We’re still in the earliest stage of conceptual design for the exhibits (the drawing up above is one artist’s concept rendering). We’re putting together plans to replace the 60-year-old infrastructure that tigers and Asian bears inhabit now. We’ll be transforming this outdated part of the zoo and giving these animals an enriching, naturalistic home that encourages natural behaviors such as foraging, stalking prey, even caring for young.

The new exhibits will help us tell the story of the critical conservation issues facing the endangered wildlife of tropical Asia—from habitat degradation to human-wildlife conflict. The exhibits will be a catalyst for visitors to get involved and join us and our partners around the world to build a better future for wildlife.

Right now, we’re targeting a 2013 opening for the first phase of the exhibit complex. We’re looking to raise $21 million for this tiger and Asian bear exhibit complex, which we're calling the Asian Tropical Forest. The Asian Tropical Forest is actually the centerpiece of our $80 million comprehensive campaign, More Wonder More Wild. We’ve already raised 74% of our fundraising goal for More Wonder More Wild over the past few years during the campaign’s quiet phase. Today marks the day we launched the community phase of the campaign to raise the last 26%. To be successful, we’ll need the support of our whole community, and right now we’re hard at work crafting fun ways we’ll reach out to engage you all in this tremendous effort over the next two years.

There’s going to be lots more news to come—ways to get involved with the campaign, details on exhibit design plans, and progress with the other initiatives funded by this campaign including animal care, visitor experiences, field conservation, education and more. A good place to start for more info on the campaign and ways to get involved is http://www.morewonder.org/. And stay tuned to this blog for more updates as exhibit plans unfold.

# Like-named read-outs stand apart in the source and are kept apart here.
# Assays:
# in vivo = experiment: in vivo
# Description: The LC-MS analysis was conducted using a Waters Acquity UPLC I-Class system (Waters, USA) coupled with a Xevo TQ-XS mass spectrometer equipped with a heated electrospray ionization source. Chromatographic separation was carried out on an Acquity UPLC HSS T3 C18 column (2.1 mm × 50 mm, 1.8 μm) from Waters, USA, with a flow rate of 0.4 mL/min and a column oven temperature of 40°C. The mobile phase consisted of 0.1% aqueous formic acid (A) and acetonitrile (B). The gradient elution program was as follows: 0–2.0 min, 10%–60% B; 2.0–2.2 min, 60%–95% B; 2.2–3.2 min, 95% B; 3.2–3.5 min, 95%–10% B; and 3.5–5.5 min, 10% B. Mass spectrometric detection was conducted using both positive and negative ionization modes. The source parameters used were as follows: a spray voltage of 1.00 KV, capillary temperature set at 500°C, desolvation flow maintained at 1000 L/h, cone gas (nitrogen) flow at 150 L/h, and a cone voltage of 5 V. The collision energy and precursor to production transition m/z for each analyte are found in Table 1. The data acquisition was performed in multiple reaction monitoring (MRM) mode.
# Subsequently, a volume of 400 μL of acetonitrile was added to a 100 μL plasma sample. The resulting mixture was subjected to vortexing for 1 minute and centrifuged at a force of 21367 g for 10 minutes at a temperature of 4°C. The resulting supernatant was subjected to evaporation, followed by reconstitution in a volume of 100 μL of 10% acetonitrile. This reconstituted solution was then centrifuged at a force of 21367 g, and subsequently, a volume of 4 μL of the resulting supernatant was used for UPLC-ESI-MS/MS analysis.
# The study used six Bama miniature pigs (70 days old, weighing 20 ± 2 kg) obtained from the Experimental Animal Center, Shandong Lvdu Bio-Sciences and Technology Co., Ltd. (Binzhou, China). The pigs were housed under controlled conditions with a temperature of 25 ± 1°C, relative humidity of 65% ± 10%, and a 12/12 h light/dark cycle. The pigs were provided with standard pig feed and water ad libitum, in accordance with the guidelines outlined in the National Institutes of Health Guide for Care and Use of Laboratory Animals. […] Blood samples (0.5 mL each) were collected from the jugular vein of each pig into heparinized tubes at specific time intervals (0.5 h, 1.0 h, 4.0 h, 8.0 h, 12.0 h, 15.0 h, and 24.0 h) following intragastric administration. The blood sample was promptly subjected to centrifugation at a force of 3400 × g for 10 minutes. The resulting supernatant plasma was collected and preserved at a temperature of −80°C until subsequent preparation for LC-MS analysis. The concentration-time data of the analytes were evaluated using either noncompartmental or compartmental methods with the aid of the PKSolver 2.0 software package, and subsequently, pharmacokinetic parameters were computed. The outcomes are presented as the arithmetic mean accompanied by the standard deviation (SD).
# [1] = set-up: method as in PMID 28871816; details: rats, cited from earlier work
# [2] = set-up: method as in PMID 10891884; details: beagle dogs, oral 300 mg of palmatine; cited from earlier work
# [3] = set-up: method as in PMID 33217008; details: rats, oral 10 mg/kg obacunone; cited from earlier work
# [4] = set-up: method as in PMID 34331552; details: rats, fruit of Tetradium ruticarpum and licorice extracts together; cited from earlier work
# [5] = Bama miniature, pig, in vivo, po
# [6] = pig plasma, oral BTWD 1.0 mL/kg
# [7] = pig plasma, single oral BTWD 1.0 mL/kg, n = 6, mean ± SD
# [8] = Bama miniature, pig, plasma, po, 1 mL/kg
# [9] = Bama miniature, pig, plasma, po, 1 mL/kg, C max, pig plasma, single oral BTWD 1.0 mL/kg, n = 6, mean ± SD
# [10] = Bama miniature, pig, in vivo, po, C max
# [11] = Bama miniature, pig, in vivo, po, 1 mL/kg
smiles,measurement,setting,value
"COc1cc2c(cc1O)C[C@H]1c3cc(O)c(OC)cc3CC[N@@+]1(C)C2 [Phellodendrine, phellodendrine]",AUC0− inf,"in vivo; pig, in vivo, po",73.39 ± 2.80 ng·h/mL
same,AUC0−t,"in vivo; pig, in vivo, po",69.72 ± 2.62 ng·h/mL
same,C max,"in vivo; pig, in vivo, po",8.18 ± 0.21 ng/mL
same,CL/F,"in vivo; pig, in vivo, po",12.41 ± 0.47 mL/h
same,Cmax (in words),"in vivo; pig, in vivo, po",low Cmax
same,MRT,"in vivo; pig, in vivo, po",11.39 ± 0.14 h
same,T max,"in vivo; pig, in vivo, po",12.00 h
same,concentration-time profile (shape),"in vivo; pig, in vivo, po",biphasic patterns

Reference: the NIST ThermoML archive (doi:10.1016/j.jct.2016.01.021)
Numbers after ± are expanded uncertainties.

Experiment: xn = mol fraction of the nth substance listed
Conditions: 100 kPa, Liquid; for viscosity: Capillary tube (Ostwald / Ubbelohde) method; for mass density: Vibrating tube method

Images (from top): Tiger by Ryan Hawk/Woodland Park Zoo, Artist’s concept rendering by Scott Taylor, Sloth bear by Dennis Dow/Woodland Park Zoo, Tiger by Ryan Hawk/Woodland Park Zoo.

Video produced by Ryan Hawk and Phil O'Sullivan/Woodland Park Zoo.

Tuesday, March 8, 2011

Animal spotlight: Pete, the gentleman of gorillas

Posted by: Carolyn Austin Sellar, Zookeeper

This is the third entry in our new Animal Spotlight series...

For as long as many of you may remember, Pete the male silverback gorilla, has headed up our Gorilla Group 1. This year Pete turned 43 and is the oldest male gorilla at Woodland Park Zoo. Despite having some of the typical complaints of old age, including arthritis and yes, even developing a bald spot (I know hair loss for a male can be embarrassing), Pete is in relatively good health considering his age. The average life span for gorillas in captivity is late 30s to early 40s with females living longer than males. In the wild, it is roughly 30-35 years. The longest living captive gorilla on record was 55 (a female). Although Pete is well into his golden years, he is still going strong. He has always been, and continues to be, the gentleman gorilla and always says “Thank you, tastes good!” by way of his grunts of contentment while he eats.